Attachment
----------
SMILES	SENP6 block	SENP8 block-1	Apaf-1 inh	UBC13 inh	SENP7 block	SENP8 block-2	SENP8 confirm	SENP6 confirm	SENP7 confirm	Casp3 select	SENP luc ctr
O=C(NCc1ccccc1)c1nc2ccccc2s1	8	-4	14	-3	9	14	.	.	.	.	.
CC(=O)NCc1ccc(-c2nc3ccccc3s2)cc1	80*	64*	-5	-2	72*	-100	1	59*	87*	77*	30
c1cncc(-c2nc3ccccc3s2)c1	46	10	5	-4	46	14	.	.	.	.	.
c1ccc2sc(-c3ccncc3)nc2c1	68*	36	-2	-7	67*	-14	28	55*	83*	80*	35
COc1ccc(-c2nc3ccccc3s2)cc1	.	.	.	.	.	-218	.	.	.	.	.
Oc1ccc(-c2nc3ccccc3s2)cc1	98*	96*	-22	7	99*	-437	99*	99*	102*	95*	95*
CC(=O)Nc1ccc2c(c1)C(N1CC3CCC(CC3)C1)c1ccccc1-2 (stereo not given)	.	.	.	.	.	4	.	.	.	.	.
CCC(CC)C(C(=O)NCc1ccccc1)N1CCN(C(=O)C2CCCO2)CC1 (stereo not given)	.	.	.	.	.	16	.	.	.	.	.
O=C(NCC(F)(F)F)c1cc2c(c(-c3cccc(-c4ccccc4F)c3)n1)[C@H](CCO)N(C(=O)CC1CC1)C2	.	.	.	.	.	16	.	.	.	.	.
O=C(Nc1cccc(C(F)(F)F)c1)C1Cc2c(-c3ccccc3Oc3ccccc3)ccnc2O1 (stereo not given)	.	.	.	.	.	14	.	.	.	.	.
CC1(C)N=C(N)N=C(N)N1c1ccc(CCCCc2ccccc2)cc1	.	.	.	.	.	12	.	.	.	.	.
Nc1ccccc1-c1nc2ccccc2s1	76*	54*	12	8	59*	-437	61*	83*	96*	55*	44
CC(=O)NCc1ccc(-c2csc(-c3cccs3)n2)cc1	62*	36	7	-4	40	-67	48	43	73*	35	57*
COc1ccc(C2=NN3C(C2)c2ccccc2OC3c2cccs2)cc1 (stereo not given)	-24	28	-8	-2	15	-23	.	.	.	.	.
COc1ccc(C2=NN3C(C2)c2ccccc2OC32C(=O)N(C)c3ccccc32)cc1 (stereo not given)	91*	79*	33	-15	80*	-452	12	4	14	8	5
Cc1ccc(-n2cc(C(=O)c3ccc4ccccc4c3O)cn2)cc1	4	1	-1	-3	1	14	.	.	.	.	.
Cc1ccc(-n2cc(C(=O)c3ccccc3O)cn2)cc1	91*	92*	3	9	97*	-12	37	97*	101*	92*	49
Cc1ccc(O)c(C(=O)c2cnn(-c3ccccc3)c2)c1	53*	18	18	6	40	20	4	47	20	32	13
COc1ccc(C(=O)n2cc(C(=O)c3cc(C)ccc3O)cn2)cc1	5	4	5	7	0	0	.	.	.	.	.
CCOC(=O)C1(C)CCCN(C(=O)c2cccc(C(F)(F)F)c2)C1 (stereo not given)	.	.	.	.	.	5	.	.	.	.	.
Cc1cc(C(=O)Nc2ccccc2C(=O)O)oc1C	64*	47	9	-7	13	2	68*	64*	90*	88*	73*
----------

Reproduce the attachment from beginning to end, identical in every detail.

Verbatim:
SMILES	SENP6 block	SENP8 block-1	Apaf-1 inh	UBC13 inh	SENP7 block	SENP8 block-2	SENP8 confirm	SENP6 confirm	SENP7 confirm	Casp3 select	SENP luc ctr
O=C(NCc1ccccc1)c1nc2ccccc2s1	8	-4	14	-3	9	14	.	.	.	.	.
CC(=O)NCc1ccc(-c2nc3ccccc3s2)cc1	80*	64*	-5	-2	72*	-100	1	59*	87*	77*	30
c1cncc(-c2nc3ccccc3s2)c1	46	10	5	-4	46	14	.	.	.	.	.
c1ccc2sc(-c3ccncc3)nc2c1	68*	36	-2	-7	67*	-14	28	55*	83*	80*	35
COc1ccc(-c2nc3ccccc3s2)cc1	.	.	.	.	.	-218	.	.	.	.	.
Oc1ccc(-c2nc3ccccc3s2)cc1	98*	96*	-22	7	99*	-437	99*	99*	102*	95*	95*
CC(=O)Nc1ccc2c(c1)C(N1CC3CCC(CC3)C1)c1ccccc1-2 (stereo not given)	.	.	.	.	.	4	.	.	.	.	.
CCC(CC)C(C(=O)NCc1ccccc1)N1CCN(C(=O)C2CCCO2)CC1 (stereo not given)	.	.	.	.	.	16	.	.	.	.	.
O=C(NCC(F)(F)F)c1cc2c(c(-c3cccc(-c4ccccc4F)c3)n1)[C@H](CCO)N(C(=O)CC1CC1)C2	.	.	.	.	.	16	.	.	.	.	.
O=C(Nc1cccc(C(F)(F)F)c1)C1Cc2c(-c3ccccc3Oc3ccccc3)ccnc2O1 (stereo not given)	.	.	.	.	.	14	.	.	.	.	.
CC1(C)N=C(N)N=C(N)N1c1ccc(CCCCc2ccccc2)cc1	.	.	.	.	.	12	.	.	.	.	.
Nc1ccccc1-c1nc2ccccc2s1	76*	54*	12	8	59*	-437	61*	83*	96*	55*	44
CC(=O)NCc1ccc(-c2csc(-c3cccs3)n2)cc1	62*	36	7	-4	40	-67	48	43	73*	35	57*
COc1ccc(C2=NN3C(C2)c2ccccc2OC3c2cccs2)cc1 (stereo not given)	-24	28	-8	-2	15	-23	.	.	.	.	.
COc1ccc(C2=NN3C(C2)c2ccccc2OC32C(=O)N(C)c3ccccc32)cc1 (stereo not given)	91*	79*	33	-15	80*	-452	12	4	14	8	5
Cc1ccc(-n2cc(C(=O)c3ccc4ccccc4c3O)cn2)cc1	4	1	-1	-3	1	14	.	.	.	.	.
Cc1ccc(-n2cc(C(=O)c3ccccc3O)cn2)cc1	91*	92*	3	9	97*	-12	37	97*	101*	92*	49
Cc1ccc(O)c(C(=O)c2cnn(-c3ccccc3)c2)c1	53*	18	18	6	40	20	4	47	20	32	13
COc1ccc(C(=O)n2cc(C(=O)c3cc(C)ccc3O)cn2)cc1	5	4	5	7	0	0	.	.	.	.	.
CCOC(=O)C1(C)CCCN(C(=O)c2cccc(C(F)(F)F)c2)C1 (stereo not given)	.	.	.	.	.	5	.	.	.	.	.
Cc1cc(C(=O)Nc2ccccc2C(=O)O)oc1C	64*	47	9	-7	13	2	68*	64*	90*	88*	73*